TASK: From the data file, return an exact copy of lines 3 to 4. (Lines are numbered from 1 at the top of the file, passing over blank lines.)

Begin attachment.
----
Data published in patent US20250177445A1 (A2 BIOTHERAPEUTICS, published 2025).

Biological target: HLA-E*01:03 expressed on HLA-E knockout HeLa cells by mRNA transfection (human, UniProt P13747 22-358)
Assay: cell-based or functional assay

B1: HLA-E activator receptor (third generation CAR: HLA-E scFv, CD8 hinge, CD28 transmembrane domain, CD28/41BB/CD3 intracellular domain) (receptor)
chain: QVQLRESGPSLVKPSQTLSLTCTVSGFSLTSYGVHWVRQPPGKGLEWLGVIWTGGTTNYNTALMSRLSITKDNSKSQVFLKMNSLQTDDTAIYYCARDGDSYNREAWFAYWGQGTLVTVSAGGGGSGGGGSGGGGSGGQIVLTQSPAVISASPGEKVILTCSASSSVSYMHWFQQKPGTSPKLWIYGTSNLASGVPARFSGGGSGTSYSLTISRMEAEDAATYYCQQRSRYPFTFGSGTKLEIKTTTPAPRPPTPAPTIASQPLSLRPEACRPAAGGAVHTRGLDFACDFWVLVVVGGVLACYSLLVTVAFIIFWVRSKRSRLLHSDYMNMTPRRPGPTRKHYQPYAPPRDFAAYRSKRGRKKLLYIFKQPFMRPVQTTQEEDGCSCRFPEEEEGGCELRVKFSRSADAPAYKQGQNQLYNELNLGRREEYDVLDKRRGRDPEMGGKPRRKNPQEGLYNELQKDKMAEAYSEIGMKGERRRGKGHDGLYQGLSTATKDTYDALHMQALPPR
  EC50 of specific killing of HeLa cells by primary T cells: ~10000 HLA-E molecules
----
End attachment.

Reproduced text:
Assay: cell-based or functional assay

B1: HLA-E activator receptor (third generation CAR: HLA-E scFv, CD8 hinge, CD28 transmembrane domain, CD28/41BB/CD3 intracellular domain) (receptor)